choice[s] intelligent" Dewey a school that fostered democratic living and reflective thinking, one that encouraged students to consider values, attitudes, and responsibilities and then to act on them. "education through occupations as a way to build on students intrinsic interests, motivate students to expand their intellect, and encourage political and social activism. Such an approach actively applied by all
members of society, improve the quality of democratic social life in America. Dewey a school that fostered democratic living and reflective thinking, one that encouraged students to consider values, attitudes, and responsibilities and then to act on them. "education through occupations as a way to build on students intrinsic interests, motivate students to expand their intellect,
and encourage political and social activism. Such an approach actively applied by all members of society, improve the quality of democratic social life in America. Dewey o developing curriculum, training vocational teachers, and developing programs to insure equity and program access for minorities and students with disabilities.
Social Efficiency Paradigm o developing curriculum, training vocational teachers, and developing programs to insure equity and program access for minorities and students with disabilities. o Schools are agents of the state that produce social control through appropriate job training and discipline. o The social efficiency paradigm got its impetus from the test-and-sort technology that followed the introduction of the IQ test in 1916 (Kliebard, 1986). o Ten years earlier, Edward L. Thorndike (1906) had
declared that "no high school is successful that does not have in mind the work . . . its students will have to perform and try to fit them for it" Social Efficiency Paradigm o SOCIAL CONTROL:Their educational goal was to measure each students academic potential and to match that potential to an appropriate career track. o Schools would prepare the young for the new discipline of industrial work. o schools would supplement family and church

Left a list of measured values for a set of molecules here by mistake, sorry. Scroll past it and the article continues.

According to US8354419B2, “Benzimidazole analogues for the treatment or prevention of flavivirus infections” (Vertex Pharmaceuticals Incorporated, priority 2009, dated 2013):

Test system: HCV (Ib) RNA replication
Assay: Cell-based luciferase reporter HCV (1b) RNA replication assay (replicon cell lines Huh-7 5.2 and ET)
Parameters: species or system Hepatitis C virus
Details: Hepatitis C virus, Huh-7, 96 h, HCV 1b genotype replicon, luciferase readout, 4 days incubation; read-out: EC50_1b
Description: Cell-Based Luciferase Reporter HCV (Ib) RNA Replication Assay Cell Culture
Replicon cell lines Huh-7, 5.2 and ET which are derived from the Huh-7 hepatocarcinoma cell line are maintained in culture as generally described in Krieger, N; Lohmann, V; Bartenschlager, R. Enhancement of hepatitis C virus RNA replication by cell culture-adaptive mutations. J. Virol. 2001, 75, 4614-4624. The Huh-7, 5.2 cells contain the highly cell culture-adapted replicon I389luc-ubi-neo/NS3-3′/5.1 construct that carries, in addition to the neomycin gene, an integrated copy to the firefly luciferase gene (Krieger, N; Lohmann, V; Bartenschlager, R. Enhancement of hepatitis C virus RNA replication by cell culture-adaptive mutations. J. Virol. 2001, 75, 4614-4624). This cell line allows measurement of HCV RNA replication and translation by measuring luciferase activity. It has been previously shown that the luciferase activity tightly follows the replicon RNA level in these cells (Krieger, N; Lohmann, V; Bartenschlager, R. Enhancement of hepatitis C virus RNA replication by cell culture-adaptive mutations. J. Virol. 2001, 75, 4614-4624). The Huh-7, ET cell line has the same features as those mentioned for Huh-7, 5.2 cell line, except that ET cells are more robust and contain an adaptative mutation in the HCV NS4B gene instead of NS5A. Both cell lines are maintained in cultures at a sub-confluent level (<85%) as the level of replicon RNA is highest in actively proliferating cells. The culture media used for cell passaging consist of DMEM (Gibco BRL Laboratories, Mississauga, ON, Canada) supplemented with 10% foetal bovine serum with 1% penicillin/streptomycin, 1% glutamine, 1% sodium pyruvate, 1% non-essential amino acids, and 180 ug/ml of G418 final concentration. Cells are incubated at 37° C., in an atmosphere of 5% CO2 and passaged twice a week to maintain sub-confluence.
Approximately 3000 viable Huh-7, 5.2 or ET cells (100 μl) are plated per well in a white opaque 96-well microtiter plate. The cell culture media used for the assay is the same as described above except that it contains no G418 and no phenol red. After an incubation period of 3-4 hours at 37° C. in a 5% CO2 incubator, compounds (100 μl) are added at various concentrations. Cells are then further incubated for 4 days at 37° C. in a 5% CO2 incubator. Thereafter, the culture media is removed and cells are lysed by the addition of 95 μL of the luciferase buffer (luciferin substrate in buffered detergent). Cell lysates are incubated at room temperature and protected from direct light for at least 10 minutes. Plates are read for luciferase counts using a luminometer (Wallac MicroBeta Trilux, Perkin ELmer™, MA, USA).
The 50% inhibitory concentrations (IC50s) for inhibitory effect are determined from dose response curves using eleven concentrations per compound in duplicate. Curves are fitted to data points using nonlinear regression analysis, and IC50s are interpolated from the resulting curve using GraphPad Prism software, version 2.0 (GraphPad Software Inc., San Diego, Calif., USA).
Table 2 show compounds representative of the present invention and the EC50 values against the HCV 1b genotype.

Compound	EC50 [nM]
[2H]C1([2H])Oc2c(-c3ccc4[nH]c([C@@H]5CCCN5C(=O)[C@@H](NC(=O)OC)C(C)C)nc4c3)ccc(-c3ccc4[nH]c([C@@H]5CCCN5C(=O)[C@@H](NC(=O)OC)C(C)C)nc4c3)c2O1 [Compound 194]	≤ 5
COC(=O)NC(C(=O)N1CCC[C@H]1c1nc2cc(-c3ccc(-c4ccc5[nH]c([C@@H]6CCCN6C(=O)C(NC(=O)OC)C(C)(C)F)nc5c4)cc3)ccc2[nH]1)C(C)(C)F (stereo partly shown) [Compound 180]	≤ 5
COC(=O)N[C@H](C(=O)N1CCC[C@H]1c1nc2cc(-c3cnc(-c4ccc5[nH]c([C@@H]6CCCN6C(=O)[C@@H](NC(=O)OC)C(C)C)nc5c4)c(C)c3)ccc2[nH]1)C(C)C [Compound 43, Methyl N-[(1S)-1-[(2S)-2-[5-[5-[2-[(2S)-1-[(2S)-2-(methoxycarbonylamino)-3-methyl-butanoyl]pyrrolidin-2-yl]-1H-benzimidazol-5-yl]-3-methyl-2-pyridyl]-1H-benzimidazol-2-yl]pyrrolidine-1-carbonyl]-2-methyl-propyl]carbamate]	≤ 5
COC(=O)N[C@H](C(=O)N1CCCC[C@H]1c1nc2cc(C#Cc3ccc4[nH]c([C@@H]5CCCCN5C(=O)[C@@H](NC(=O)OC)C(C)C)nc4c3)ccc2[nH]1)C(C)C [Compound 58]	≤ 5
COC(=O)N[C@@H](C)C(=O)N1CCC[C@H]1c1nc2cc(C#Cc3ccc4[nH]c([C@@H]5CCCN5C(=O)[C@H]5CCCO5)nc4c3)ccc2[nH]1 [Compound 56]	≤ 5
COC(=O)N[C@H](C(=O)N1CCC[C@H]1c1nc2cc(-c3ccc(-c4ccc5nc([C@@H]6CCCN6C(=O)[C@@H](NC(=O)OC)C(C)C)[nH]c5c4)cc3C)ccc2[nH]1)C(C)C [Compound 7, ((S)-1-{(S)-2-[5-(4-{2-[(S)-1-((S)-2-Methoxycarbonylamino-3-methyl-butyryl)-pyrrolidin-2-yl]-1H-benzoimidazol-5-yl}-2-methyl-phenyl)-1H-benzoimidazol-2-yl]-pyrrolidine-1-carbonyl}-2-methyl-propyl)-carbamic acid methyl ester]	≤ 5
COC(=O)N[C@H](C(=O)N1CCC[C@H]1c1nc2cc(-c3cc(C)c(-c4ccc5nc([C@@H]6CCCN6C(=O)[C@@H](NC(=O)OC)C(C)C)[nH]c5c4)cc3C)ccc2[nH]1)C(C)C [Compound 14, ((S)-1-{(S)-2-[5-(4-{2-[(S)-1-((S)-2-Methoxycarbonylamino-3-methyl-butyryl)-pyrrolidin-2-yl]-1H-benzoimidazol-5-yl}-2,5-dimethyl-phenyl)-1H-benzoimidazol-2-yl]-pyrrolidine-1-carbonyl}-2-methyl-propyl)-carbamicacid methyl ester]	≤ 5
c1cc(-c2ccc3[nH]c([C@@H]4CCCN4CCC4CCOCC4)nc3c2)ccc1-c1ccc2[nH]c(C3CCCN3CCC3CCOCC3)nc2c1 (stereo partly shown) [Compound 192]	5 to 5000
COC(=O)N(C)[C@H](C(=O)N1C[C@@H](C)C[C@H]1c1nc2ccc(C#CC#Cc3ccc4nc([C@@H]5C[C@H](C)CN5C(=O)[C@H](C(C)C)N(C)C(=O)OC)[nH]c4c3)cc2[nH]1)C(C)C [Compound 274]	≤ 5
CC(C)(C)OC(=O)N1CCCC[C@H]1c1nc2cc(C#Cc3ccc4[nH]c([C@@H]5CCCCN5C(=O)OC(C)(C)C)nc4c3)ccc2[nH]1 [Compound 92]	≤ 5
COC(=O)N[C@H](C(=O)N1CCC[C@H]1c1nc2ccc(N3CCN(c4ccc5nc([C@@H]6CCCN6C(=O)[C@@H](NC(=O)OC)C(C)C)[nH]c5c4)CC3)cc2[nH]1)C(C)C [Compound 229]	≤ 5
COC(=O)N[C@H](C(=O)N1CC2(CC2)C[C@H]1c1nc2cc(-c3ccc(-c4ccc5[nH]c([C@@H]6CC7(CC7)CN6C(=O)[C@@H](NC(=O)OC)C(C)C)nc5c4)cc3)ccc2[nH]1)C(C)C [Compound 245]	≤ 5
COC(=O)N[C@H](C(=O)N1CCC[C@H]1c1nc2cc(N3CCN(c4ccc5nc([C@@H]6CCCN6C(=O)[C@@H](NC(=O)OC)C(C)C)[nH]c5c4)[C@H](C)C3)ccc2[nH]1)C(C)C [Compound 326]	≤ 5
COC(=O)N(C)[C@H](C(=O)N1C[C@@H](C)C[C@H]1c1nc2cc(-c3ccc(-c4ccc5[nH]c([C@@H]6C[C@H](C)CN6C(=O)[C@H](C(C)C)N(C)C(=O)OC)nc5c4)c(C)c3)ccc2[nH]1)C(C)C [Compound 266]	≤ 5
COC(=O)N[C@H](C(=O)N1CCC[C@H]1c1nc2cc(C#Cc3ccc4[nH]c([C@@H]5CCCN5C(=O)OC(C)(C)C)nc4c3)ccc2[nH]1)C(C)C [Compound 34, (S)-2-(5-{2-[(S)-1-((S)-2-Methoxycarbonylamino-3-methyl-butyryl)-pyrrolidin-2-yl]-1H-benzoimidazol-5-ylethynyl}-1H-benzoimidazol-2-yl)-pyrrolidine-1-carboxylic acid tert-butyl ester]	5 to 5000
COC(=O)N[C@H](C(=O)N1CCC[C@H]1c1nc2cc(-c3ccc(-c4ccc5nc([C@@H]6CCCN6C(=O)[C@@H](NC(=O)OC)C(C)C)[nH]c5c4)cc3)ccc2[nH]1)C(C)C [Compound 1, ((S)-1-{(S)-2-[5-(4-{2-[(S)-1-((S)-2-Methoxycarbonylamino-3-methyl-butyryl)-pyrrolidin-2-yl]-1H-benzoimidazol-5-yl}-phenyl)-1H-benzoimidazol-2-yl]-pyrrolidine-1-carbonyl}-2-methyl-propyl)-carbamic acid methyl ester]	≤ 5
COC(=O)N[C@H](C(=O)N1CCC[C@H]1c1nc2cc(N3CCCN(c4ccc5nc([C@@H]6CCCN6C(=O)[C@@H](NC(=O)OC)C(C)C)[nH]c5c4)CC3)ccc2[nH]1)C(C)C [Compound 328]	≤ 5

and become America's most powerful; o applied to factories and schools alike. o The primary purpose of both was to increase social and economic efficiency Social Efficiency Paradigm o TRADE TRAINING: o School as a Taylorist bureaucracy New Vocationalism o focused on two approaches: (a) curricular integration of vocational and academic subject
matter to produce activity-based learning and high level lessons for students; (b) curriculum articulation across grades 10-14 and a smooth transition from high school to postsecondary education and on to work (Hull & Parnell, 1991; Parnell, 1985). six guiding principles for the work of the organization: 1. Understanding employability as broadly conceived and career focused 2. Integrating academic and vocational education for all
students 3. Emphasizing program outcomes as well as program access 4. Attending to postsecondary and adult vocational education through articulation in the K-14 concept 5. Involving practitioners in research and researchers in practice 6. Collaborating with mainstream research in education and social science. (National Center for Research in Vocational Education, 1989, archived speech outline)